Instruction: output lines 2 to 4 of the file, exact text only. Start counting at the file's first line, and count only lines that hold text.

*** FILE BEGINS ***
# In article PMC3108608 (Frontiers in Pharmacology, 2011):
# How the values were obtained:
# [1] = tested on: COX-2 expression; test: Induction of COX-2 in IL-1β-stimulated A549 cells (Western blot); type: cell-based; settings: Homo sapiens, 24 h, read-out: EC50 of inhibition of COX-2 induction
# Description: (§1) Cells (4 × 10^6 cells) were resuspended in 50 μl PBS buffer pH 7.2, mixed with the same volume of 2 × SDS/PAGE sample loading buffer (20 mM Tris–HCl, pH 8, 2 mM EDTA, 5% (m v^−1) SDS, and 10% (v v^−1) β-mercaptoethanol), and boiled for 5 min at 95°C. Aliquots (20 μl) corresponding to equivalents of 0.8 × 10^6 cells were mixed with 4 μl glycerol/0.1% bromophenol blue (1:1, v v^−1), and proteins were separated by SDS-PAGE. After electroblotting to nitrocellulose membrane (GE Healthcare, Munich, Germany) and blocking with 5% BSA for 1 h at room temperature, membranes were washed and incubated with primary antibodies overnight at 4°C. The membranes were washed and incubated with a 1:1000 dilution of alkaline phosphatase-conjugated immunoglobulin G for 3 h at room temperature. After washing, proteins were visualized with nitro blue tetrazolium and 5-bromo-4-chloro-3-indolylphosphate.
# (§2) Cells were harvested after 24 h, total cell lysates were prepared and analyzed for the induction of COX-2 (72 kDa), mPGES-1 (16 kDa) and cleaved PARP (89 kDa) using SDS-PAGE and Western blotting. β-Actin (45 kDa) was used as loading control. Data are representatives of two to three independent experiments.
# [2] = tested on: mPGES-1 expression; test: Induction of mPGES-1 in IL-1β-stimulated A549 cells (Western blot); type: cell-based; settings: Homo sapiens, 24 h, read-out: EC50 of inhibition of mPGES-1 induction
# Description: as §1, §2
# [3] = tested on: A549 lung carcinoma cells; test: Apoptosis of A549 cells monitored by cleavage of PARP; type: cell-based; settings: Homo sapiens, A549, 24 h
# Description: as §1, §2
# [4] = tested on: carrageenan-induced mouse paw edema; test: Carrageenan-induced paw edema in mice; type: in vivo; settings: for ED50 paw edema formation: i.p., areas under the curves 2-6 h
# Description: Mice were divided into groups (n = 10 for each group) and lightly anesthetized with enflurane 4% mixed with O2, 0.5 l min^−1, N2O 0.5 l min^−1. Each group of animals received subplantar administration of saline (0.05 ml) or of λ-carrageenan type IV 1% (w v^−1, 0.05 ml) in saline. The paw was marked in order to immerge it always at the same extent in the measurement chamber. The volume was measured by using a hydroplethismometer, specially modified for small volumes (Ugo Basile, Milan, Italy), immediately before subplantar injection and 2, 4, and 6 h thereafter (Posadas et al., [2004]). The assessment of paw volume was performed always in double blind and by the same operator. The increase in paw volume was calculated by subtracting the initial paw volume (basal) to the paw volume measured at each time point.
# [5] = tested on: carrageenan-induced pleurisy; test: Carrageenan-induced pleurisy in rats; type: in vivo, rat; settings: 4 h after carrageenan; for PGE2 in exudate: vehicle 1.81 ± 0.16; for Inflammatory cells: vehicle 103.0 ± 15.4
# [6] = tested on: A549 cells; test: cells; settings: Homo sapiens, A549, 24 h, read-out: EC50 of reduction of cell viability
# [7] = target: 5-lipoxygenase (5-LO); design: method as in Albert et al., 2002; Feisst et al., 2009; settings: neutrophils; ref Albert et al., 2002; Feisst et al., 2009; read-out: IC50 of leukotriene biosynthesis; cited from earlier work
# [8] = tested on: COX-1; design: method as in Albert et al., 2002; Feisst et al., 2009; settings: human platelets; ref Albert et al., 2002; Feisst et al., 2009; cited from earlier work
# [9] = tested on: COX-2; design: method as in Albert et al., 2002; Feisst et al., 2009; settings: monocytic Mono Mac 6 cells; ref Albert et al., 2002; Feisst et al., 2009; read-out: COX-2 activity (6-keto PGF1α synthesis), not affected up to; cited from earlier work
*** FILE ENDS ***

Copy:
# How the values were obtained:
# [1] = tested on: COX-2 expression; test: Induction of COX-2 in IL-1β-stimulated A549 cells (Western blot); type: cell-based; settings: Homo sapiens, 24 h, read-out: EC50 of inhibition of COX-2 induction
# Description: (§1) Cells (4 × 10^6 cells) were resuspended in 50 μl PBS buffer pH 7.2, mixed with the same volume of 2 × SDS/PAGE sample loading buffer (20 mM Tris–HCl, pH 8, 2 mM EDTA, 5% (m v^−1) SDS, and 10% (v v^−1) β-mercaptoethanol), and boiled for 5 min at 95°C. Aliquots (20 μl) corresponding to equivalents of 0.8 × 10^6 cells were mixed with 4 μl glycerol/0.1% bromophenol blue (1:1, v v^−1), and proteins were separated by SDS-PAGE. After electroblotting to nitrocellulose membrane (GE Healthcare, Munich, Germany) and blocking with 5% BSA for 1 h at room temperature, membranes were washed and incubated with primary antibodies overnight at 4°C. The membranes were washed and incubated with a 1:1000 dilution of alkaline phosphatase-conjugated immunoglobulin G for 3 h at room temperature. After washing, proteins were visualized with nitro blue tetrazolium and 5-bromo-4-chloro-3-indolylphosphate.